Queens of the Stone Age :: Keller Auditorium :: 04.15.14
by Yume Delegato,posted Apr 18 2014 11:37AM
Some of my earliest memories of 94/7 involve Queens of the Stone Age. Back in 2004 and 2005, it wasn’t uncommon to hear “Go With the Flow” sandwiched in between tracks from Interpol, The Bravery and Elefant (yeah… remember them?). A decade later, those other bands may have faded into obscurity, but as Tuesday night’s show at Keller Auditorium proved, QOTSA is still going strong.
The evening started off with an opening set by the rather unappealingly-named Moistboyz. The band’s R-rated lyrics and gnarly punk/metal riffs didn’t seem to resonate with the crowd, but the band’s set was notable in that their current line-up features former QOTSA bassist Nick Oliveri (which presumably explains why they were tapped to open). Oliveri would later join QOTSA onstage during “You Think I Ain’t Worth a Dollar, but I Feel Like a Millionaire,” the first time he’s performed with the band since 2004.
When Queens of the Stone Age came onstage, they were starkly backlit by a massive video screen that displayed a steady progression of visually-striking, apocalyptic animations throughout the course of their two-hour set. Musically speaking, the band did not disappoint, either – over the course of twenty-odd songs, they rocked through hits such as “No One Knows,” “Little Sister,” and “Go With The Flow.” The near-capacity crowd seemed to know the intro chords to every song, and cheered accordingly.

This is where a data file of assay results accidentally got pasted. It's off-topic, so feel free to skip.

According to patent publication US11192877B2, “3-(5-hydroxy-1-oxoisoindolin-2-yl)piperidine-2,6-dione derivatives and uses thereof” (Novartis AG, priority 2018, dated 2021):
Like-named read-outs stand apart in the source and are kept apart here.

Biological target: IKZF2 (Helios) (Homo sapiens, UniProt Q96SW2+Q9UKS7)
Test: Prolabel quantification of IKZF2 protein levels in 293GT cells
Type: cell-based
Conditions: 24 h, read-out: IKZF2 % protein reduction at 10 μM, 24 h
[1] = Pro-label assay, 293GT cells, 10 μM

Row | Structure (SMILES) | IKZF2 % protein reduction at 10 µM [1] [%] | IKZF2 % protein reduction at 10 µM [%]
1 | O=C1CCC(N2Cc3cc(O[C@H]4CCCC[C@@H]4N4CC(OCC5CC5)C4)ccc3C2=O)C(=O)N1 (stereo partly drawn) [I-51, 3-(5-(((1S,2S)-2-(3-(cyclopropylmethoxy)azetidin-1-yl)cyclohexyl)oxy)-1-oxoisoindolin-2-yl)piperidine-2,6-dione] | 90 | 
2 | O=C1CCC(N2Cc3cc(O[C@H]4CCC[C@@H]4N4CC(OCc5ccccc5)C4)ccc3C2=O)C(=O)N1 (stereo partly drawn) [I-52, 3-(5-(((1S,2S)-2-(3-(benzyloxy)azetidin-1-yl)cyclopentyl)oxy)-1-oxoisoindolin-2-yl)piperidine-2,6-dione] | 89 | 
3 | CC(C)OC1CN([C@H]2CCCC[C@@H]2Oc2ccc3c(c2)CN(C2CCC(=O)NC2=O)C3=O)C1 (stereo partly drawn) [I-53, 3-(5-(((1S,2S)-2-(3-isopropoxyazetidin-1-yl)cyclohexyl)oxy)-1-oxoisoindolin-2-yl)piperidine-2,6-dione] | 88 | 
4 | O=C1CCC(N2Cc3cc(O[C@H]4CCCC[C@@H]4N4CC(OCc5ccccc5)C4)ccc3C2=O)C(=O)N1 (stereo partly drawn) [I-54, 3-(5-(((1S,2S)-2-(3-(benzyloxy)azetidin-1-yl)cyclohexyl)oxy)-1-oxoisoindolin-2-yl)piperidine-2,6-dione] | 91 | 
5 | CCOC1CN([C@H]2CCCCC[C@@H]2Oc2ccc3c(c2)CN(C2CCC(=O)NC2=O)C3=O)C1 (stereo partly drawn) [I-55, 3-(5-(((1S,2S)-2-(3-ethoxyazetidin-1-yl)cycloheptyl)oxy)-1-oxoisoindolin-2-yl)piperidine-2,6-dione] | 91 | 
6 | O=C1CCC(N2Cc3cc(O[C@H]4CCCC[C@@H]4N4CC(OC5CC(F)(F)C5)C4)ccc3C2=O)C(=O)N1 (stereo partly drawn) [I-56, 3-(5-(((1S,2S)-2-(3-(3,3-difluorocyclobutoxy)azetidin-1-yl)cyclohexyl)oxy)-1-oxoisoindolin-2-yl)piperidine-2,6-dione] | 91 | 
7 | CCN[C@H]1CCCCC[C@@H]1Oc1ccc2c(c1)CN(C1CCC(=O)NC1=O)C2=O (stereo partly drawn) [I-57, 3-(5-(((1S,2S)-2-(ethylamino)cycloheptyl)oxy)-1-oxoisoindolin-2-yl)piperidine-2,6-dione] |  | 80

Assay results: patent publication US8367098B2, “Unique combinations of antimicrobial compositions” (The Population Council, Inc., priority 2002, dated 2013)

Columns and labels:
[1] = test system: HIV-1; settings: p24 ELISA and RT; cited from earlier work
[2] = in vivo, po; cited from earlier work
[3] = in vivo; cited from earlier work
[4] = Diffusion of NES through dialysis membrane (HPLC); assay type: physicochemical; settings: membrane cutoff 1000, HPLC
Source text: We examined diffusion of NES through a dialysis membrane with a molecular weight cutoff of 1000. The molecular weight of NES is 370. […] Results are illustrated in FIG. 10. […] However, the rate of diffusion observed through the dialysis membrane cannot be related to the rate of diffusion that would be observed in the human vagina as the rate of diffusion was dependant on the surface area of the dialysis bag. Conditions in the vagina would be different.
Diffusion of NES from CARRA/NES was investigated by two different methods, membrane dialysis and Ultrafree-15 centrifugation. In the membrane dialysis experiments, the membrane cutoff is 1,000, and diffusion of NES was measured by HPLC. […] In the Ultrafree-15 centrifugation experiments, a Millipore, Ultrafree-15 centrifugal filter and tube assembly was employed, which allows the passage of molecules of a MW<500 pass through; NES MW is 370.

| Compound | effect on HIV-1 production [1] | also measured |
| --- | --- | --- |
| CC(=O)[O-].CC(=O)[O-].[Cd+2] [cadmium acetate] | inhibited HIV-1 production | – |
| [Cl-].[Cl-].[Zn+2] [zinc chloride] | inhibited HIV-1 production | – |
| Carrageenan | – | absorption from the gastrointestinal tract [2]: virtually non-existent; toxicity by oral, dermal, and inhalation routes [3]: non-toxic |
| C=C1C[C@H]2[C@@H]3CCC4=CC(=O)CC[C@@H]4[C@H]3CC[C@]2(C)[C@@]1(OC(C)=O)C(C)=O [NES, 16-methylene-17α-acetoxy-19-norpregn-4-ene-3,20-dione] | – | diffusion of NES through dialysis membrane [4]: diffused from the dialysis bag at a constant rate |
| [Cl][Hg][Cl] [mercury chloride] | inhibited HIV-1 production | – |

Lead singer Josh Homme also proved that he can still rock out with the best of them, even a dozen years after the release of Songs for the Deaf and in the wake of a near-death experience in 2010. Admitting early on in the set that he was already a little under the influence, he proceeded to drink and smoke cigarettes (!) throughout the set. When he performs, Homme often seems lost in his own world, averting or closing his eyes and singing with an almost-contemplative look on his face; but in the next instant, he’ll be back to the swaggering, sauntering frontman role.
A lot has changed in the past ten or twelve years, but Tuesday night proved one thing – Queens of Stone Age still sounds as edgy and subversive as they did the first time I heard them on 94/7. And that’s a good thing.